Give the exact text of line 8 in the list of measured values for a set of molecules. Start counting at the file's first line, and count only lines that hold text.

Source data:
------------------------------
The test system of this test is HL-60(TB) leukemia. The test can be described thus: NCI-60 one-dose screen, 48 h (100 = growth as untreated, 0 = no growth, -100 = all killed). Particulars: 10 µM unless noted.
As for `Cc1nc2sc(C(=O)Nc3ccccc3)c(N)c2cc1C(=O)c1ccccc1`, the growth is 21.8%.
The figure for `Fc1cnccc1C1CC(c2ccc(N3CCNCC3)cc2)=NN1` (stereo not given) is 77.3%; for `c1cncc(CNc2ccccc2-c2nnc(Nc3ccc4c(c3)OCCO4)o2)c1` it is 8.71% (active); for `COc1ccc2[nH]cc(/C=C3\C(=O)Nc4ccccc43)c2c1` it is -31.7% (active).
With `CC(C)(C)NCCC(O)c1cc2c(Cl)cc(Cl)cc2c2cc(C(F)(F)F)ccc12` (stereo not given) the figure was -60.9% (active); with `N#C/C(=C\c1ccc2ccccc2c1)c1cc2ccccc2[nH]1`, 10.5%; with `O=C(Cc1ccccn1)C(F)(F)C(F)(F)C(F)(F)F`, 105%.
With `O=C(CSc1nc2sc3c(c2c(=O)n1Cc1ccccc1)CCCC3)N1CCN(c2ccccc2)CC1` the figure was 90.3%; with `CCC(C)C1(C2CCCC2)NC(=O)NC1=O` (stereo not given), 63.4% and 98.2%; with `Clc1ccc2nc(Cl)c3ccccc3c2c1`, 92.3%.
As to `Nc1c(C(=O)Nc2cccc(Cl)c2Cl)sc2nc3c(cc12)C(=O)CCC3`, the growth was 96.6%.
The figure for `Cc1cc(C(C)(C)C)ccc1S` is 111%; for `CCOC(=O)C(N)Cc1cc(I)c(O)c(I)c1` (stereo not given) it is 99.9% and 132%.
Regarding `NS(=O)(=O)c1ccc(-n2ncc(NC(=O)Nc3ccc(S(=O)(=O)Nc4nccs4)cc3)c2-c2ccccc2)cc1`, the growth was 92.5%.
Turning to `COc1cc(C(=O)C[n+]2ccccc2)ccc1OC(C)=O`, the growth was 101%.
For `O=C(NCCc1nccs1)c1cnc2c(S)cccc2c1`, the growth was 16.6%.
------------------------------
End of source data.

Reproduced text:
Regarding `NS(=O)(=O)c1ccc(-n2ncc(NC(=O)Nc3ccc(S(=O)(=O)Nc4nccs4)cc3)c2-c2ccccc2)cc1`, the growth was 92.5%.